Smooth sailing but few details in Clinton sessionPosted: Updated:
(AP) - Sen. Hillary Rodham Clinton gave a glimpse of the firm hand in the velvet glove she may employ as a diplomat, charming her way through the mostly gentle questioning of fellow senators at her confirmation hearing but testily deflecting ethics concerns about her husband's international charity work.
Completing a remarkable circle that began with her front-runningWhite House bid upended by a rival now her boss, Clinton sat alonefor a job interview before her former Senate colleagues on Tuesday.Her confirmation as secretary of state is not in doubt, and shecould be on the job as soon as Barack Obama's first full day inoffice.
Clinton gave a smooth performance, offering ready, well-preparedanswers to questions on crises and trouble spots including theIsraeli-Palestinian conflict, Iran, Cuba and Afghanistan. Sheoffered few details about how she and President-elect Barack Obamawould handle those problems, except to say that in many cases theywould offer a fresh approach after eight years of President GeorgeW. Bush.
But she also displayed the brisk, lawyerly persona she oftenuses to deflect controversy as she dealt with uncomfortablequestions raised Tuesday about the international fundraising of herhusband, former President Bill Clinton. Several Republican senatorsraised questions about the scope of an agreement carved out betweenBill Clinton's lawyer and Obama transition officials to deal withquestions of possible ethics conflicts, and the current New Yorksenator was quick to dismiss them.
"I am very proud to be the president-elect's nominee for secretary of state, and I am very proud of what my husband and the Clinton Foundation and the associated efforts he's undertaken have accomplished, as well," Clinton said.
Citing policy themes familiar from Obama's presidential campaign- and in many cases her own - Clinton said the incoming Democraticadministration wants to elevate the role of diplomacy.
"The president-elect and I believe that foreign policy must be based on a marriage of principles and pragmatism, not rigid ideology, on facts and evidence, not emotion or prejudice," Clinton said, her daughter, Chelsea, seated behind her in the audience.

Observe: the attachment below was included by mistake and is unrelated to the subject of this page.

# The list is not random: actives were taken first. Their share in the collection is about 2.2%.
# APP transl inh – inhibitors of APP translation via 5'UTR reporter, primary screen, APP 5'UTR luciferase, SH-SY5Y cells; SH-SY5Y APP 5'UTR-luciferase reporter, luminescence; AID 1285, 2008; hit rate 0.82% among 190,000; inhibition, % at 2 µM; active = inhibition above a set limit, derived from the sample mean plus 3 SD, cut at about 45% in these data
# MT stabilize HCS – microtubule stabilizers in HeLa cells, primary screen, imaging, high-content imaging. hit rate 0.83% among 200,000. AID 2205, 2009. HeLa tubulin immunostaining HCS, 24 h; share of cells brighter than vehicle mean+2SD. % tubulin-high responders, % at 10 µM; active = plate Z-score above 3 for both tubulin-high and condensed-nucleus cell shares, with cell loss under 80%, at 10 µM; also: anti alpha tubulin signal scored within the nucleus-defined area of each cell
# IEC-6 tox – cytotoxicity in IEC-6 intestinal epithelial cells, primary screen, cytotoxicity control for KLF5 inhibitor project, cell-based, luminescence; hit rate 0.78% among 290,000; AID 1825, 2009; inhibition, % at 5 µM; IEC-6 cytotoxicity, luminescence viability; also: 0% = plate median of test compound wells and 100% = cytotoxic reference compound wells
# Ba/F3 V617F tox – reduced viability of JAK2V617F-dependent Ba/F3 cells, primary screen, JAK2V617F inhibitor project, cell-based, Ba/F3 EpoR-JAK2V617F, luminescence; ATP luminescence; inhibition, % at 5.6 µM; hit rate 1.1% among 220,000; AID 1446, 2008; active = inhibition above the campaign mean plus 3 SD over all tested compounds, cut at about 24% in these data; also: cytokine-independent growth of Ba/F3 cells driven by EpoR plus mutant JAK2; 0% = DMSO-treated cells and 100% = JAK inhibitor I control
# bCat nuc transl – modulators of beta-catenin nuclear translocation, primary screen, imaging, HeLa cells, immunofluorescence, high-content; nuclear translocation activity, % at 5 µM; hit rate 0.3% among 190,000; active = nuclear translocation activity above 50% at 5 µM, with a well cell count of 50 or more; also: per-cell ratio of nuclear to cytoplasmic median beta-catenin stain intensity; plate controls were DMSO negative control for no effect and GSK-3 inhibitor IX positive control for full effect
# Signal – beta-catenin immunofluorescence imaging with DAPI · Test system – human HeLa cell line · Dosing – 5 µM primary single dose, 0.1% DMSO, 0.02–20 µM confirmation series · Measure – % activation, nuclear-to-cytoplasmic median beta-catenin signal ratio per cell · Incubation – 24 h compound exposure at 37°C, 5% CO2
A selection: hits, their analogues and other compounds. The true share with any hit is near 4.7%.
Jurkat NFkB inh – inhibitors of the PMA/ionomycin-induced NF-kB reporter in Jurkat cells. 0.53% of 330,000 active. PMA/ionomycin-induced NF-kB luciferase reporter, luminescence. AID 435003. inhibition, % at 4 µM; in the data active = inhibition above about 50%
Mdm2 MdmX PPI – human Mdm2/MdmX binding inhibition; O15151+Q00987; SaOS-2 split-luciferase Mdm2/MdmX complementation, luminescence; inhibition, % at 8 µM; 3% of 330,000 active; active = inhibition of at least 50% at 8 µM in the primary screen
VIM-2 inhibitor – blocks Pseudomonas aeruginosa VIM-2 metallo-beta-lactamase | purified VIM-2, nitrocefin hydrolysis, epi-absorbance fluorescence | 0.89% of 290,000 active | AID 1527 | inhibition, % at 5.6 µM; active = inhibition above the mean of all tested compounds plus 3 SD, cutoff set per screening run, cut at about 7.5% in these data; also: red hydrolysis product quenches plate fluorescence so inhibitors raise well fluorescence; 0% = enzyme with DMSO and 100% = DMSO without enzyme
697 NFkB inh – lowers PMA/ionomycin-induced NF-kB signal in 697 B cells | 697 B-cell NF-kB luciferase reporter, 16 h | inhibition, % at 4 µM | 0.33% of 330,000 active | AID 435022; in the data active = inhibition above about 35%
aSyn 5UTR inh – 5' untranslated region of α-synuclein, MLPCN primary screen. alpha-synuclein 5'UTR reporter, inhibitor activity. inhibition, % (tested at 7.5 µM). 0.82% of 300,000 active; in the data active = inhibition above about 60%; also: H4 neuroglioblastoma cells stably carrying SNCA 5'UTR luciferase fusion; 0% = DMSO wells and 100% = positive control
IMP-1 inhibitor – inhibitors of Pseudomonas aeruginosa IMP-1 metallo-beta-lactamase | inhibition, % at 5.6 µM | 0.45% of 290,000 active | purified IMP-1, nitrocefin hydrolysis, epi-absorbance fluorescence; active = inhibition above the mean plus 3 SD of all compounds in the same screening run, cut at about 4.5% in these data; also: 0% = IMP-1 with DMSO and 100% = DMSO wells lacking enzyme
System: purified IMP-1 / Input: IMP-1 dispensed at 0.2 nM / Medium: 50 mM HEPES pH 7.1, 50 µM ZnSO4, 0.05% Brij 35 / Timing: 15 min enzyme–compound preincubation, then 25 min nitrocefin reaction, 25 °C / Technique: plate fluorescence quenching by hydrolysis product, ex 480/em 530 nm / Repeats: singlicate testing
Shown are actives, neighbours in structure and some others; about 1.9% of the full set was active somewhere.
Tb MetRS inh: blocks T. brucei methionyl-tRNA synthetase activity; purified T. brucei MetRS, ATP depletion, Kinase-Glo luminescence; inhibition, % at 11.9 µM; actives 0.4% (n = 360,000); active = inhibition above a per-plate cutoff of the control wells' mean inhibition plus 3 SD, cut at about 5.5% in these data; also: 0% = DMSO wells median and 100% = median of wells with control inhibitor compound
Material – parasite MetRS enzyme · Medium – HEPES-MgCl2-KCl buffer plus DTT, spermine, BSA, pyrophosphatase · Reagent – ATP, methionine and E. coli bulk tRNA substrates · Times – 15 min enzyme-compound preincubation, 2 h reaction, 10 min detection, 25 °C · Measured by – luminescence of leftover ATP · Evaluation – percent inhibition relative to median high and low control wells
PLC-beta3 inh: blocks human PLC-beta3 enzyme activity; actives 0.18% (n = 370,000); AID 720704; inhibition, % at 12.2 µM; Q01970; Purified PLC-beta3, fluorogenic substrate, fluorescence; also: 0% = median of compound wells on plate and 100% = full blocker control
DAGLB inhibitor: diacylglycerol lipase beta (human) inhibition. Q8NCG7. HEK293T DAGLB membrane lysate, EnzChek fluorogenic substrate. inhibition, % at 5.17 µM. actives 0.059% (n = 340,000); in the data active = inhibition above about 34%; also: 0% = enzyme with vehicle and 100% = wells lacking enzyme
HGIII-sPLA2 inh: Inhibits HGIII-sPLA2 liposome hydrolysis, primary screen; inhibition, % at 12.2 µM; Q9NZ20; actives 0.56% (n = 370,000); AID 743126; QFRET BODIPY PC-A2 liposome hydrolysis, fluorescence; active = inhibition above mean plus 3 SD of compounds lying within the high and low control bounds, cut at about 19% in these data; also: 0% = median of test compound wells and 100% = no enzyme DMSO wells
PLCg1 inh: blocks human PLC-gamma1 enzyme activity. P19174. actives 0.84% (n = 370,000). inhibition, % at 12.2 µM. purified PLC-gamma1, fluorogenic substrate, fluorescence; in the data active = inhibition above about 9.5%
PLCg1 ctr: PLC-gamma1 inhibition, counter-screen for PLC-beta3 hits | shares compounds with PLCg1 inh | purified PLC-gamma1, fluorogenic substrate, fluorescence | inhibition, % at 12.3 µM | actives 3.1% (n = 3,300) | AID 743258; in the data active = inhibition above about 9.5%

That was fine by everyone on the committee, apparently, as was nearly everything else Clinton said about subjects as complex as Counterinsurgency strategy in Pakistan and as arcane as the international Law of the Sea.
Clinton's maintained her cool demeanor as she assured Sen. Richard Lugar, R-Ind. that her husband's globe-trotting charity work would not pose even an appearance of conflict with her own world travels as Obama's chief diplomat. But her answers took on a prickly tone as Sen. David Vitter, R-La., bored in with more reservations.
Despite efforts by Lugar to win more concessions from Bill Clinton on guarding against ethics conflicts, his wife insisted disclosure rules already in place were carefully crafted and adequate to avoid any conflict.
"It is not unique, however, for spouses of government officialsto work, and there are very well established rules for what isexpected when that occurs," she said.
Lugar was not convinced, though he assured Clinton of his vote.
"I plead for you, really, to give even more consideration," Lugar gingerly suggested.
Lugar said he worries that foreign governments or others might try to curry favor with the secretary of state by donating money to the good works group run by her husband. Lugar said the possibility for apparent conflicts of interest are obvious, even if both Clintons have only the best of intentions.
Before the hearing, Lugar made four suggestions to Clinton's staff on how to improve transparency in her husband's charitable fundraising, said the senator's spokesman, Andy Fisher.
The Obama administration would accept only one of the proposals - that the foundation provide a clear picture of its annual donations, Fisher said.
The Foreign Relations Committee plans to vote on Clinton's confirmation on Thursday.
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